In the senior grades, two directions are possible: to prepare for entering a university or to acquire professional skills. Future skilled workers from the 9th grade go to vocational schools. Children from 15 to 18 years of age study future professions in military academies, religious boarding schools, agricultural, technical, and general education schools.

Unlike the classical 12 classes of school education in Israel, in these educational institutions, a student can stay up to grade 14. This is necessary to master the profession. After receiving a professional degree, a graduate can enter a university. Most often, this is done by graduates of engineering and natural science schools.

A foreign applicant can enter an Israeli secondary school after grade 9. Get ready to study in Hebrew.

  • Military preparatory schools train future support and technical staff required by the Israel Defense Forces.
  • Religious boarding schools promote the traditional Jewish way of life. They offer separate training for boys and girls. The secular educational program is complemented by an intensive study of religion. Religious disciplines account for 40% of the total workload.
  • Agricultural schools supplement basic education with subjects related to agronomy.
  • Technical schools train technicians and applied engineers.
  • General education schools offer training in various specialties: accounting, mechanics, electronics, hospitality, graphic design.

Vocational education in colleges

Here the specialty is studied at a deeper level than in high school. Designers, nurses, psychologists, and programmers are trained in technical colleges. Theory and practice are taught in equal amounts. For example, nurses study for four years, two of which are devoted to internships. Don't confuse technical colleges with academic ones. Academic colleges award degrees and technical ones give a professional qualification.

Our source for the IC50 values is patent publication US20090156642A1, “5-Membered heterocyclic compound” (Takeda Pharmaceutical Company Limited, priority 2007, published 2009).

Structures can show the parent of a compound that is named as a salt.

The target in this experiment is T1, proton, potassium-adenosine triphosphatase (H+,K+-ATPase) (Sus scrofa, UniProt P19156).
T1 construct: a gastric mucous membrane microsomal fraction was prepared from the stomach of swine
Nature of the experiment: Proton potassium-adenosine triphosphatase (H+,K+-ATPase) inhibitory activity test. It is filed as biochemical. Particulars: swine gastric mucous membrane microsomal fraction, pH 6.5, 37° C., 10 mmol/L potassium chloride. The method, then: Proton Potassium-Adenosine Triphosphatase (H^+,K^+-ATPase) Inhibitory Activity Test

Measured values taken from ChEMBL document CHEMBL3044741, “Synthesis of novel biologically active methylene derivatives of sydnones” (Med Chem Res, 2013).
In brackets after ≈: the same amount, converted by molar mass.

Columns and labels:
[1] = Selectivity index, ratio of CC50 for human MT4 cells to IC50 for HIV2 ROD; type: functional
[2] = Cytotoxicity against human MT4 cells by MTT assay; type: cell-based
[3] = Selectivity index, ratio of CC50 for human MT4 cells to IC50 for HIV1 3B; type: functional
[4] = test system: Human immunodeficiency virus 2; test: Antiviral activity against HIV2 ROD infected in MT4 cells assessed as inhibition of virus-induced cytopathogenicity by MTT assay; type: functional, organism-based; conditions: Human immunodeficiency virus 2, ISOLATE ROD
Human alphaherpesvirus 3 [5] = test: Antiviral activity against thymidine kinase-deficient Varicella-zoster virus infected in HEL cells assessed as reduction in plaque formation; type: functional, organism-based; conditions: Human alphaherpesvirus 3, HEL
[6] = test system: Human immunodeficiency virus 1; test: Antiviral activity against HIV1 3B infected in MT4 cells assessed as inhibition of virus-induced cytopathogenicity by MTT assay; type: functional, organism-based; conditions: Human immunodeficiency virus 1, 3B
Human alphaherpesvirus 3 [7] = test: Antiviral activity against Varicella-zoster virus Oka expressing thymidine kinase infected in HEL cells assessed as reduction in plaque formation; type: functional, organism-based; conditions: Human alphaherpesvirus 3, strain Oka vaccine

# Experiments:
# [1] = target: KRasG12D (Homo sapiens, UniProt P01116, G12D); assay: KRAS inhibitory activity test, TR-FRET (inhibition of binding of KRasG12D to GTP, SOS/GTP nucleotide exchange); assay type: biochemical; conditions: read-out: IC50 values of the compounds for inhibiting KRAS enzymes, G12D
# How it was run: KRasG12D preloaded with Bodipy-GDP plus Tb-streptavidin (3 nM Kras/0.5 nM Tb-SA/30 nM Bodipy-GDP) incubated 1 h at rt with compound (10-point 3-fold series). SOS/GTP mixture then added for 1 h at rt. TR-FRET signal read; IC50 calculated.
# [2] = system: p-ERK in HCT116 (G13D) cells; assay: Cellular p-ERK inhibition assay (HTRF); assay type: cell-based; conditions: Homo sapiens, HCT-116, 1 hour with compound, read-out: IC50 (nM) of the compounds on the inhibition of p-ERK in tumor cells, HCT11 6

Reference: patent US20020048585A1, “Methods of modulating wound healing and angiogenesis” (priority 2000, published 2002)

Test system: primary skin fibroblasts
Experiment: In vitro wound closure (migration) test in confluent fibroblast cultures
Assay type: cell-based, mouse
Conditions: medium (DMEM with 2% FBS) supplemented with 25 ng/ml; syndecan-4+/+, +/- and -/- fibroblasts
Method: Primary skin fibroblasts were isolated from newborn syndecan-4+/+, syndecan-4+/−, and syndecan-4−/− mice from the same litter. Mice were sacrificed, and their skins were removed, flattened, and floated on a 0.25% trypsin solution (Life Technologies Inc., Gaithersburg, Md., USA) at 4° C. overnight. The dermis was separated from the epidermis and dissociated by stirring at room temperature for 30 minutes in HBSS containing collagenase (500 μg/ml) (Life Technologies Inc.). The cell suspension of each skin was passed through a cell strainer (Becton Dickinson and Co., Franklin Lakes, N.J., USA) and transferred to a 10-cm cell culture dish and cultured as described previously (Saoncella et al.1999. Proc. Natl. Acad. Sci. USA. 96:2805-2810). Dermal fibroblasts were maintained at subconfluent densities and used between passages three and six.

Usually, after a technical college, the student continues their education. You can go to a university or choose to narrow down your expertise — take a specialized course at the same institution.

Undergraduate programs in Israel

An undergraduate degree program is the first stage of higher education. A bachelor's degree can be obtained at all Israeli universities. You can apply for a bachelor's degree when you are between 18 and 27 years old. Most programs last 3 years. The duration depends on the specialty: it is necessary to study Engineering for up to 4 years, and Medicine — for 4.5. If you wish, you can take the "summer semester" and take some of the courses during the holidays. This will reduce the duration of studies by six months.